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Florida Real Estate and Community Association Update: Navigating the Future of Estoppel Certificates Amid Proposed Statutory Changes

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Estoppel certificates play an important role in the Florida real estate transactions process. Not only do they provide buyers and sellers with certainty regarding monies owed at the time of sale, but they also provide Florida community associations (Homeowner Associations, Condominium Associations, and Cooperative Associations) with the ability to ensure that they are able to collect monies that are due and owing at the time of a real estate transaction.  

Legislative Changes Impacting Estoppel Certificates: SB-278 and HB-979

There were two bills that were making their way through the Florida legislature that would have had a substantial impact on the process of preparing estoppel certificates. The first bill was SB-278, and the second bill is HB-979.  

According to a recent update regarding the status of these bills, it appears that SB-278 is dead and will not become law. Of the two bills, SB-278 would have had the biggest impact on the estoppel certificate process. HB-979 is still proceeding through the legislative process. If passed into law, HB-979 will amend Section 718.116(8), Florida Statutes, Section 720.30851, Florida Statutes, and Section 719.106(6), Florida Statutes.   

Proposed Amendments and Their Effect on Estoppel Certificate Procedures

HB-979’s proposed changes include a requirement for all Associations to pass an “annual” resolution providing the Association with authority to charge a fee for preparing an estoppel certificate, a requirement to follow the specific statutory procedure in order to be able to collect a fee for preparing an estoppel certificate; the elimination of any and all other fees and charges, which include a convenience fee, an archive fee, a service fee, a processing fee, a delivery fee, a credit card fee, a certification fee, a third-party fee, or any other fee or charge, and a new process for the collection of the fees, if the property fails to close.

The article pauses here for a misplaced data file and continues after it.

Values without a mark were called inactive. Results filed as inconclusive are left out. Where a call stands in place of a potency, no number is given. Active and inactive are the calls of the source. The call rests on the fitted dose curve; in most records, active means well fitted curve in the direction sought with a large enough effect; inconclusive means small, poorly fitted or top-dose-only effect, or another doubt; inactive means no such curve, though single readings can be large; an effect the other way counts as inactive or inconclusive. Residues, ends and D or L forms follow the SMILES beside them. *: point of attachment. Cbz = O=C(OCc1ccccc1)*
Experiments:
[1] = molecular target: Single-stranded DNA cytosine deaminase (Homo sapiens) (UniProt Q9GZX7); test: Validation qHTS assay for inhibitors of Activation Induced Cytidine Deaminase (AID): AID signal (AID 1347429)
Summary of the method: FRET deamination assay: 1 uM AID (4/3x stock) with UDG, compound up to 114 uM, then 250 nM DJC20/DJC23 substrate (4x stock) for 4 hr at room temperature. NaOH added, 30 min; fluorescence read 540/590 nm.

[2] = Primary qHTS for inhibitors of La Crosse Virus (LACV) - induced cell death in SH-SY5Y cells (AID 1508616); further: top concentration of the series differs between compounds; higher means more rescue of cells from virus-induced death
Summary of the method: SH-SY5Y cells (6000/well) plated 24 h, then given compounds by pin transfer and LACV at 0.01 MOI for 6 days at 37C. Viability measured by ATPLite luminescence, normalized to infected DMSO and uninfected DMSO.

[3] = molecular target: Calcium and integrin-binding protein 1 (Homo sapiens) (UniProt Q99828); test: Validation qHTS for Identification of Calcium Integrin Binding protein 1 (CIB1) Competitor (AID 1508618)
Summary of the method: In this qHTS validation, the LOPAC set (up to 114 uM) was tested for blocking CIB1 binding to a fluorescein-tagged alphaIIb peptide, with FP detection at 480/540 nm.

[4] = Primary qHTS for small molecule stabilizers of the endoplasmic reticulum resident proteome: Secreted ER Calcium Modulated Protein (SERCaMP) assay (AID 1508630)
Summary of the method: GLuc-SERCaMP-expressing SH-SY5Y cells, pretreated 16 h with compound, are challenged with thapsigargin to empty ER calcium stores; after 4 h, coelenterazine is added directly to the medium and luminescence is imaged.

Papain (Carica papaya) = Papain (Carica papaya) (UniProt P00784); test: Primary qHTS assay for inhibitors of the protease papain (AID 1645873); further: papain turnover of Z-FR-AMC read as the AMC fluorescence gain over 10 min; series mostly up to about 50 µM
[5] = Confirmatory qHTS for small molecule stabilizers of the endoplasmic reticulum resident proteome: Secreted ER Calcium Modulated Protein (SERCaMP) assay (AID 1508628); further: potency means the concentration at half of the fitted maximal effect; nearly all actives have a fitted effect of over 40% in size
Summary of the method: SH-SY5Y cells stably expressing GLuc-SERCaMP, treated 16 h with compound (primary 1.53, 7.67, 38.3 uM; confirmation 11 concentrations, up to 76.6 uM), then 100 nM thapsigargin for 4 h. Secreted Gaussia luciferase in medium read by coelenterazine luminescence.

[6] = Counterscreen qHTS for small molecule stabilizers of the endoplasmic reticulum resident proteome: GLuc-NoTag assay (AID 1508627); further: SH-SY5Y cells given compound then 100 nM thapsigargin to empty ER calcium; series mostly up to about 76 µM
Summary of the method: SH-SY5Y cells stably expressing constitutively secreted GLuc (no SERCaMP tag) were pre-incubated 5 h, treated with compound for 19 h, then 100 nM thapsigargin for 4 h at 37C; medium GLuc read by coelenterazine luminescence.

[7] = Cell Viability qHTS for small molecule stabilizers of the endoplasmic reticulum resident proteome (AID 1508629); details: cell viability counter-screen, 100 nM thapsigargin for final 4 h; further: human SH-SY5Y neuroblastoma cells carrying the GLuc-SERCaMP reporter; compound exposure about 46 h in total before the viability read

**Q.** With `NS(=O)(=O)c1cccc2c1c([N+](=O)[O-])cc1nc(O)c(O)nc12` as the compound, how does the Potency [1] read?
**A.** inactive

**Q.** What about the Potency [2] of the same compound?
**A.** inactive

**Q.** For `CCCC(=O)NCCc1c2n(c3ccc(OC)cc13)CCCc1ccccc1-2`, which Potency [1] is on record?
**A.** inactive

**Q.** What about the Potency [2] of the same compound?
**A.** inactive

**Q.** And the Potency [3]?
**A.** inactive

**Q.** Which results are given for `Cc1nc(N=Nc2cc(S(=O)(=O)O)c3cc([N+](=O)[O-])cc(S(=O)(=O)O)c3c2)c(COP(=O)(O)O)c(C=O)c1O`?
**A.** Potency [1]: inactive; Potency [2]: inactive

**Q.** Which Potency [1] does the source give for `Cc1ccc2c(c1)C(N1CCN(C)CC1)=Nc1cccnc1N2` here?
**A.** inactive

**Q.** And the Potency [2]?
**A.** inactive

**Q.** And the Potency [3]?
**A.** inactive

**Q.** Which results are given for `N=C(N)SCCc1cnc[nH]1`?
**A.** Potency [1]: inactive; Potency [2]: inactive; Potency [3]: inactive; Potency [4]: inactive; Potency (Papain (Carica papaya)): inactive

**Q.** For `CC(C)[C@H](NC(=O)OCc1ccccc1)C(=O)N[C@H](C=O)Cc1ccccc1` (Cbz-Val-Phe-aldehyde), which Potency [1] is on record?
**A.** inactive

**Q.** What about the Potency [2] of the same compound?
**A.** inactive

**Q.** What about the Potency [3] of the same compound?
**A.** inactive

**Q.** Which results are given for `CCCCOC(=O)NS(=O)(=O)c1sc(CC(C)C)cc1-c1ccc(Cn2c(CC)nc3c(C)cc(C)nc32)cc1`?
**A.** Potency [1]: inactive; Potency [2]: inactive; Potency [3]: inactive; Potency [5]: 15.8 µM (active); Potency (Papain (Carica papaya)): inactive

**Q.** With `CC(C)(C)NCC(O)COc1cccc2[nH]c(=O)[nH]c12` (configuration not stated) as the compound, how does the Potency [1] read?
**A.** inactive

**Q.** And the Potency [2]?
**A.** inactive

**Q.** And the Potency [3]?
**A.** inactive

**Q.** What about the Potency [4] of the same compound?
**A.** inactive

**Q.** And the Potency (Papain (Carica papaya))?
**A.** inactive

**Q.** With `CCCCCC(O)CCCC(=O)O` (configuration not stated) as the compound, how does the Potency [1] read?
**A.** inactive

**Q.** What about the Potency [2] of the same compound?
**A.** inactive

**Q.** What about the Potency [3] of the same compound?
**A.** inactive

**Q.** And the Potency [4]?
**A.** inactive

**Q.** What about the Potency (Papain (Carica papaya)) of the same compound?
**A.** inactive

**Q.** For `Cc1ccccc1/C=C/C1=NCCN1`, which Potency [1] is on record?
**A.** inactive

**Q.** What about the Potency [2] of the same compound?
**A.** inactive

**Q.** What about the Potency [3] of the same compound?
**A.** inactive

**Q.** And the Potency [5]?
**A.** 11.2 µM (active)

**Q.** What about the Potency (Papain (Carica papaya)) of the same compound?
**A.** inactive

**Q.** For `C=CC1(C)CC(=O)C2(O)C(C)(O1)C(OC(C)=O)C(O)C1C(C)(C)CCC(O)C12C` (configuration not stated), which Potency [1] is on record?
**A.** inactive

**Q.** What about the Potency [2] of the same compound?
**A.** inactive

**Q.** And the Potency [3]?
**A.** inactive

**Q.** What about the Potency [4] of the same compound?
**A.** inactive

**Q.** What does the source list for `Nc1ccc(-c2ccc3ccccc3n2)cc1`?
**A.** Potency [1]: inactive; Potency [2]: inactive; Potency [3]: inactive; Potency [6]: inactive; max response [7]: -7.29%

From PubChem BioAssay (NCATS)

Please note that HB-979 is still making its way through the legislature and might not become law. If it does become law, there could be additional changes to the bill. If you have any questions, please contact our firm for assistance.

Picture of Jackson Kracht, Esq.

Jackson Kracht, Esq.

Jackson Kracht is an experienced attorney who has been practicing law in Florida since 2002.  Mr. Kracht served as an Assistant State Attorney in and for the Twelfth Judicial Circuit in Sarasota County before moving on to private practice.

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